252 15th St. East
L. Matthews, Jr.
(postmarked Feb. 4 1932)
Mr. Chas O. Matthews
#4 Ash Ave.
Feb 3, 1932
You will no doubt think us entirely out of the picture
(f the Washington papers print the same article that was in
the Miami Herald) but here we are.
We have had a most horrible experience. Started on a
deep sea fishing expedition for sail fish, etc. Going out
through the jettys we had engine trouble but the water was
to rough for the Capt. to do any work on it so we kept on
going out so that we could have the advantage of the calm
water inthe gulf stream about 5 miles out.
The Capt. opened the carburetor wider to allow more gas
to get through. This of course allowed the carburetor to
flood and fill the bilge. Just as we came to the Gulf stream
the motor choked. When the Capt. went below and put his hand
on the starter she either shorted or back fired and set the
boat on fire. (Four miles out and one mile down.) The first
explosion burned us all, the Capt. Horribly, Mary all down
her legs, wrist and face. Russell on one arm and face. Dids
down both legs. Her stockings were burned completely off and
her skirt half off.
The fire cut us off from the life preservers and when I
started through the forward hatch the Capt. stopped me said
it would spread the fire and that it was hopeless that I
could not make it. There was nothing else to do but jump or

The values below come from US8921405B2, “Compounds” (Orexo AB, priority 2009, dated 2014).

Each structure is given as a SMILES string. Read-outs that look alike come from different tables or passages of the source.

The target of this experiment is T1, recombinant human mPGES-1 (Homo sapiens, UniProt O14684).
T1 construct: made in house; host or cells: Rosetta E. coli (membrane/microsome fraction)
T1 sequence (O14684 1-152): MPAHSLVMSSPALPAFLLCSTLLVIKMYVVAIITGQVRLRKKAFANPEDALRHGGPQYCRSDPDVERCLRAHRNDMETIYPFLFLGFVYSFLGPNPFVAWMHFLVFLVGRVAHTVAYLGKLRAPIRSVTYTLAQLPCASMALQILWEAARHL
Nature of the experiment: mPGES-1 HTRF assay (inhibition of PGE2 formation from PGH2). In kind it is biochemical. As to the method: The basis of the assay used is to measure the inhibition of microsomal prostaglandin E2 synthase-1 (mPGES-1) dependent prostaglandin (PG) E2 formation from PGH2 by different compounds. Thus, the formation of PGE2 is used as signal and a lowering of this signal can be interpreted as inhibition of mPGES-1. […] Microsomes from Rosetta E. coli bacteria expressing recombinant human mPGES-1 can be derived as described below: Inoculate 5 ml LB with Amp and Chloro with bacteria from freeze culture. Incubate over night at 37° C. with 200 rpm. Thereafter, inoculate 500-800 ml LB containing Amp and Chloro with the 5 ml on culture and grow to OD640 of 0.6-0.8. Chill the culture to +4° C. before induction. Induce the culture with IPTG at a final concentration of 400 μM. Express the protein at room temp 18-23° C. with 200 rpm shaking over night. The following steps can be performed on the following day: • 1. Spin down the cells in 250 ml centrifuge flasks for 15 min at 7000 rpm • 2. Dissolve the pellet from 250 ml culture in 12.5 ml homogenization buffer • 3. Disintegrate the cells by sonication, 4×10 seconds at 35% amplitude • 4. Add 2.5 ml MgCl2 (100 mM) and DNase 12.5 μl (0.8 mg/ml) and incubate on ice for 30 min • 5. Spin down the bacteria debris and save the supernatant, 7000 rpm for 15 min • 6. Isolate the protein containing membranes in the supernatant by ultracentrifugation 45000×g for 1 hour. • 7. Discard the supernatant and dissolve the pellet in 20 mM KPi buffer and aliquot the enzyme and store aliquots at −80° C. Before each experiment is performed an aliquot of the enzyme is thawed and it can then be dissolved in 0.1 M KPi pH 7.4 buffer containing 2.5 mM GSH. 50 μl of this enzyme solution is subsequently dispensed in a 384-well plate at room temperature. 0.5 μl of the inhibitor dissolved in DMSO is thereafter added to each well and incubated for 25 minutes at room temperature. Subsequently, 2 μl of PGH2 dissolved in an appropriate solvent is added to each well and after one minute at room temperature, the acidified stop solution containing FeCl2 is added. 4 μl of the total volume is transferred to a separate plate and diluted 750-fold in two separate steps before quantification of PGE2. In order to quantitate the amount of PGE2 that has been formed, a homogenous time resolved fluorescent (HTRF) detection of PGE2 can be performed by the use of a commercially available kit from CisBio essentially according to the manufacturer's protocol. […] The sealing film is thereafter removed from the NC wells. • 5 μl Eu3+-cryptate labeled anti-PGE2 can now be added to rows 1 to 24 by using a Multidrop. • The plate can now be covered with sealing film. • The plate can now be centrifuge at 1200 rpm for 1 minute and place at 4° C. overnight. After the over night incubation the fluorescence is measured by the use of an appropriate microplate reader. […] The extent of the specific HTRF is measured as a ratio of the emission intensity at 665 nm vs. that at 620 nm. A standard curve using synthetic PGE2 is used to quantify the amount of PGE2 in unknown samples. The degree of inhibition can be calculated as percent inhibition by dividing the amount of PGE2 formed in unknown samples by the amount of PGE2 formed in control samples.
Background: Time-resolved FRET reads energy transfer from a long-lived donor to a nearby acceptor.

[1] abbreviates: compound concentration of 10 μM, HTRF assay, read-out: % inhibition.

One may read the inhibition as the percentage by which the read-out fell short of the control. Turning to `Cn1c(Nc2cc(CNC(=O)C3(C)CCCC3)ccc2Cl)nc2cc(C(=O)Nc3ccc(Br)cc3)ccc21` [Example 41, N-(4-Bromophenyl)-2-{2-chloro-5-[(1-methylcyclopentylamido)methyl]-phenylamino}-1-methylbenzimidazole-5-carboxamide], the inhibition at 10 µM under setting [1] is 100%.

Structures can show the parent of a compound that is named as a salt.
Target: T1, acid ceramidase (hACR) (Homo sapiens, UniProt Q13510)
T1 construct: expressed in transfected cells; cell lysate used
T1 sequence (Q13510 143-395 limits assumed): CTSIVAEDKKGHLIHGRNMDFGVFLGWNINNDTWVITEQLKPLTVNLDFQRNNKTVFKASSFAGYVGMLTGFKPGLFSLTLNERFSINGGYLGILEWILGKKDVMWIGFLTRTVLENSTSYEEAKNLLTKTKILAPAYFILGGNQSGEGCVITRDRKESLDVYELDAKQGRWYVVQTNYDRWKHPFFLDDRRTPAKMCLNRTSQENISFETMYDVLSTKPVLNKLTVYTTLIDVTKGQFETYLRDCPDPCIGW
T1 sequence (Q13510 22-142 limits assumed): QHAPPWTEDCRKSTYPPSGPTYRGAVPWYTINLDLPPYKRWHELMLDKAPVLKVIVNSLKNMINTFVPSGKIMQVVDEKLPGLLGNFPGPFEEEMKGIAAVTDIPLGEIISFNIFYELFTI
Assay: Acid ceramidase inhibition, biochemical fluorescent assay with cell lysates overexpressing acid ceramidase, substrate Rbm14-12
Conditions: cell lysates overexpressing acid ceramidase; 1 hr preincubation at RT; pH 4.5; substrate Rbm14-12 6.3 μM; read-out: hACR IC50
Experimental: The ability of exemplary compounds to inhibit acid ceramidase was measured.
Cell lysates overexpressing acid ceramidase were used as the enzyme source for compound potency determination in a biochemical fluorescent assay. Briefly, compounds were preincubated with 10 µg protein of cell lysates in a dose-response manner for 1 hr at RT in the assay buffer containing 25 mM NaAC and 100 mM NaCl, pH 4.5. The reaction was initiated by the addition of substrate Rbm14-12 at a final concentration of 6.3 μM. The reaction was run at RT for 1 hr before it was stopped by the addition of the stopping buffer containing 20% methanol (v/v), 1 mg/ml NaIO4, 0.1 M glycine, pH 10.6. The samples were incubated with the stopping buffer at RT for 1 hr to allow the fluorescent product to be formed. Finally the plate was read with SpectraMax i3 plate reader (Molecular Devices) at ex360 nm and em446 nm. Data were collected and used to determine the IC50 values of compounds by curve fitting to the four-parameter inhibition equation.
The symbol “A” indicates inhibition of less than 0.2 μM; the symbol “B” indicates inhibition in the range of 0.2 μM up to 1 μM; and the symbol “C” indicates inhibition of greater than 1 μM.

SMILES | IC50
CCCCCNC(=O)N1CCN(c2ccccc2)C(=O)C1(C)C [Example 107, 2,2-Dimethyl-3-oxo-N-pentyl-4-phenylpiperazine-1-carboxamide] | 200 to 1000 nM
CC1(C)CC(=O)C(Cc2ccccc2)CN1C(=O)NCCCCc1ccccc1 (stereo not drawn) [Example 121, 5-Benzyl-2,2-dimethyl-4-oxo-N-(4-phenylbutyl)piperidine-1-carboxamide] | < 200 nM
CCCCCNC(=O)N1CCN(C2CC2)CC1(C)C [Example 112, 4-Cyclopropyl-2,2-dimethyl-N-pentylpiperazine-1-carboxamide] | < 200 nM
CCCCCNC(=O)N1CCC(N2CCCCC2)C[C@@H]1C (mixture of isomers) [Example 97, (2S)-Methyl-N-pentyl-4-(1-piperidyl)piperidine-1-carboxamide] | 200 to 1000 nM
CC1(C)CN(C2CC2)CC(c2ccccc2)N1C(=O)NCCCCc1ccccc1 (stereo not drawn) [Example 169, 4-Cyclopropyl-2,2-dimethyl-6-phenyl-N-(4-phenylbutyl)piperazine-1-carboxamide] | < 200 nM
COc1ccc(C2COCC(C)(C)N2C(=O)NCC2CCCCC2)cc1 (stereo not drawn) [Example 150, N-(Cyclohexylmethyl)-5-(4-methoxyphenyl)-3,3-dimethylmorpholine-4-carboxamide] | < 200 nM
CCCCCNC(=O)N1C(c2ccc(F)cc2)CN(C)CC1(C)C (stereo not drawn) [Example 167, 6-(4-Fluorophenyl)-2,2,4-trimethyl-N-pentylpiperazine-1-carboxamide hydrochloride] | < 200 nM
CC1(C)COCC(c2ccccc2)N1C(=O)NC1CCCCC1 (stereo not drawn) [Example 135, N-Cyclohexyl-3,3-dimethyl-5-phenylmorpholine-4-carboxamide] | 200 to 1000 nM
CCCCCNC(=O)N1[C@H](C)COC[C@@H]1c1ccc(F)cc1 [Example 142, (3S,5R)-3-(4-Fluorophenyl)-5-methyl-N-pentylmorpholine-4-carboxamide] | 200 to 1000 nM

stay on the boat which by that time was a mass of flames
everywhere but up by the bow sprit. We all crowded up there
and waited. We saw a boat almost three miles away, almost
out of sight. The Capt.ís son went on top of the boom and
tried to signal hopeless after about fifteen minutes we saw
the other boat change its course and open up wide to come to
us. You can imagine how this made us feel, which would get
there first the blazing fire or the boat.
After an eternity the rescuing boat, which could make
about 40 miles an hour, came to within fifty feet of us and
threw their life preservers and lines and hollered for us to
jump. The crew jumped first and tried to bring the
preservers, which the wind had carried away, nearer to us.
Mary jumped for the first and was taken right aboard.
Russell after being urged went next I made Dids stay until a
preserver was close enough that she could not possibly miss
it and then I went over. The wind kept blowing me under the
burning boat but finally they threw me a line which I took
hand over hand and boy when I had taken up all the slack
what a feeling. I just laid back and (sic) hollowed
whoopee. Dids and I had hold of the same line on opposite
ends. The line being tied in the middle. Finally we were
pulled aboard way up forward where Dids had to stay because
of the heavy seas and the tossing of the boat. When we
passed a Texas oil boat tied to the docks we hollowed to
have an ambulance waiting and all were brought to the
hospital. All burns are first degree and while painful are
We will continue our trip in a day or so as soon as we
try to be compensated for the loss of practically all and
best belongings which we carried on board with us.
There is no need for any one to worry because
everything is just as I have set forth here. In fact that is
why I have gone into such detail.
The papers here have it that Mary has slight chance of
recovery. That is all wrong as I am mailing a letter to her
mother that she has just written.
It is awfully hot here now went for a swim in the ocean
yesterday (more desirable than the one today.) Donít know
that I want another soon.
Look for me about Monday. Will right again.
Love to all,